Introduction

This installment is the third in a series that engages readers on social equity issues as they impact programming, grantmaking, and advocacy. Here, we examine the intersection of social equity issues and grantmaking, particularly in foundation settings. Foundations often ignite community transformations through careful attention to best practices, leadership, and sustainable community change. However, a social equity framework is often absent. In our discussion of social equity in community and school programming, we emphasize the ubiquity of social equity issues in programing whether or not organizations are aware and respond to the issues. This is also true of grantmaking.

Grantmaking and Social Equity Issues

Best practices and sector leadership provide frameworks and guides for addressing two critical questions in grantmaking: 1.) Which organizations demonstrate stewardship of grant funds? and 2.) How is grantee effectiveness defined? When responding to these two questions, the frameworks and guides tend to overlook the mitigating influence of social equity issues with regard to answering the two critical questions.

For example, an indicator of an organization’s potential to perform as an effective steward of grant funds is the successful recruitment of robust Board of Directors (BODs) and the BOD’s develop of unrestricted funds and philanthropic connections.  Organizations as well as leaders and community members can be excluded from offering their richness and talent, not making it to the table or community convening when not viewed by grantmakers as likely to be effective stewards.

To continue with this example, organizations who face this very serious challenge with the development of unrestricted funds and philanthropic connections often include organizations who engage populations and/or topics undervalued in the society. In the following example, we illustrate this dynamic with reference to the non-traditional art modalities of quilting and street music.

Example: Arts and Culture Grantmaking

In the Arts and Culture sector of grantmaking, conventional art modalities and popularly innovative arts receive focused attention by sector specialists and the public. Arts, for instance, in craft modalities and on corners of city intersections (i.e. street performers) are overlooked and framed as outside of conventions. Hence, these modalities of art are positioned as non-traditional and less valuable, and are generally overlooked for grant funding.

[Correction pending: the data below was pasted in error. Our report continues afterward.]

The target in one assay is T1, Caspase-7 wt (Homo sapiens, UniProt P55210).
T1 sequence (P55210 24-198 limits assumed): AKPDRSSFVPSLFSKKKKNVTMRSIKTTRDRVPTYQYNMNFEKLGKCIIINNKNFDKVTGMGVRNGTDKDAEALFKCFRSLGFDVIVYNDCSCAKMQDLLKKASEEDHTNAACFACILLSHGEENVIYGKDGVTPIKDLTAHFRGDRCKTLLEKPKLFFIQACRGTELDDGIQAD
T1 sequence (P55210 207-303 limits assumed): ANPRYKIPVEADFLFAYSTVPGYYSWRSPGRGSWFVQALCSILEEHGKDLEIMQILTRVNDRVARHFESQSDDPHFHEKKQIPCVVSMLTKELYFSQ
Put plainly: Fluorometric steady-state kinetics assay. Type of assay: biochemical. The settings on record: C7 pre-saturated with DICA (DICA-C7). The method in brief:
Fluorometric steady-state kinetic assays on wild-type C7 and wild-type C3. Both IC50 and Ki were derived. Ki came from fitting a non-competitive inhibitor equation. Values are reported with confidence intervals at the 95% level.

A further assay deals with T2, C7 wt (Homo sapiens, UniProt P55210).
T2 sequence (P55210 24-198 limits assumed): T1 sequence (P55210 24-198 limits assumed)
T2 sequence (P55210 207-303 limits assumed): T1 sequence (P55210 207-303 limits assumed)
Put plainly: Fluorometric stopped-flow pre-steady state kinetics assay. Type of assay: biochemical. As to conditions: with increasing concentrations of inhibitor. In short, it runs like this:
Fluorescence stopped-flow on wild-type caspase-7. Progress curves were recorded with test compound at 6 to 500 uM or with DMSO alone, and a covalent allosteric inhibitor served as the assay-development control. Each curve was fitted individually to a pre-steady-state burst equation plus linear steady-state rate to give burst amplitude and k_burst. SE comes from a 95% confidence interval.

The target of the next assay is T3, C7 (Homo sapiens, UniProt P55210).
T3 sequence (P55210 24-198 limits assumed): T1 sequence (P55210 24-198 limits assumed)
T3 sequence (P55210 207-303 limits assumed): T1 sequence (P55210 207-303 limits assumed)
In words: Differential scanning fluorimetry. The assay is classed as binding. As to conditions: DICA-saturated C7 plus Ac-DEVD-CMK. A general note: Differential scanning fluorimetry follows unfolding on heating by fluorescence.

Non-traditional arts also tend to be organizationally a-typical in terms of the foundation/501c3 funding relationship. Foundations face challenges with funding Arts and Culture programming without a tax identification attached to the grant recipient. Favored by established social and financial structures, the established relationship for awarding funds implicitly creates barriers for arts outside of the convention. In the selection of grantees and defining of success — the two major questions that frames the inquiry of foundation grantmaking — we propose intentional steps to inform grantmaking on the social equity foundation of undervaluing non-traditional arts.

“Strategic Philanthropy” to Interrupt Social Equity Issues

John Kania, Mark Kramer, and Patty Russell provide concise recommendations for moving to what they refer to as the emergent model in their Strategic Philanthropy for a Complex World. Of particular note for the current discussion, this article reminds readers of the importance of intentional partnerships. The intentional partnership approach should also ask Who is not here? and Why? which engages the example above with regard to grantmaking in Arts and Culture. Foundations are exquisitely positioned to seek an understanding of social equity issues in terms of organizations and leaders who are not present at convenings in their community. A shift in grantmaking via intentional partnerships imbued with concern for social equity issues can redefine the grantmaker-recipient relationship to a relationship of grantmaker-recipient-context. We recommend a conversation about such a metamorphosis in grantmaking.

In Closing

Social equity issues influence the goals of funding in the same ways that social equity issue interrupt community programming. When we infuse grantmaking inquiry with an understanding of social equity as it unfolds across sectors, and utilize Strategic Philanthropy to support this effort, we can interrupt social equity issues rather than implicitly perpetuate them. Social equity issues in grantmaking prevent communities from celebrating their full spectrum of richness and talents and from utilizing their richness as a vehicle to move communities into greater success.